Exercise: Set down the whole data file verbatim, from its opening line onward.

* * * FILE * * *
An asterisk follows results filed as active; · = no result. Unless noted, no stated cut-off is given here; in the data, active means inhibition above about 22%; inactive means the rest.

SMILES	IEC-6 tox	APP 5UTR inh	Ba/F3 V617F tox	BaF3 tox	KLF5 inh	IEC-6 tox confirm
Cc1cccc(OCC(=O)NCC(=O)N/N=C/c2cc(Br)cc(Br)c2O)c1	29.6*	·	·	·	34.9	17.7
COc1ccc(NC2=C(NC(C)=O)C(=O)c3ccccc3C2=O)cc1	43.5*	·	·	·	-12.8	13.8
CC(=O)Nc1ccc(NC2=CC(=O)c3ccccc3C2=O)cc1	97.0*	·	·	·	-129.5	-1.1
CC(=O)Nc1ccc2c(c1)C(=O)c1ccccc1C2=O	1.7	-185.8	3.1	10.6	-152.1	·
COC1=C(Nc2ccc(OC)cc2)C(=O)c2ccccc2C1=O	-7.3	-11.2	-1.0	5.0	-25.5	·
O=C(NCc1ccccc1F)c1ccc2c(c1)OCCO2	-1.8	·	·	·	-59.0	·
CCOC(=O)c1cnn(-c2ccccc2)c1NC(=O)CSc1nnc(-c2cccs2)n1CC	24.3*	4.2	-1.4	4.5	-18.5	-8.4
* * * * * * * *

An asterisk follows results filed as active; · = no result. Unless noted, no stated cut-off is given here; in the data, active means inhibition above about 22%; inactive means the rest.

SMILES	IEC-6 tox	APP 5UTR inh	Ba/F3 V617F tox	BaF3 tox	KLF5 inh	IEC-6 tox confirm
Cc1cccc(OCC(=O)NCC(=O)N/N=C/c2cc(Br)cc(Br)c2O)c1	29.6*	·	·	·	34.9	17.7
COc1ccc(NC2=C(NC(C)=O)C(=O)c3ccccc3C2=O)cc1	43.5*	·	·	·	-12.8	13.8
CC(=O)Nc1ccc(NC2=CC(=O)c3ccccc3C2=O)cc1	97.0*	·	·	·	-129.5	-1.1
CC(=O)Nc1ccc2c(c1)C(=O)c1ccccc1C2=O	1.7	-185.8	3.1	10.6	-152.1	·
COC1=C(Nc2ccc(OC)cc2)C(=O)c2ccccc2C1=O	-7.3	-11.2	-1.0	5.0	-25.5	·
O=C(NCc1ccccc1F)c1ccc2c(c1)OCCO2	-1.8	·	·	·	-59.0	·
CCOC(=O)c1cnn(-c2ccccc2)c1NC(=O)CSc1nnc(-c2cccs2)n1CC	24.3*	4.2	-1.4	4.5	-18.5	-8.4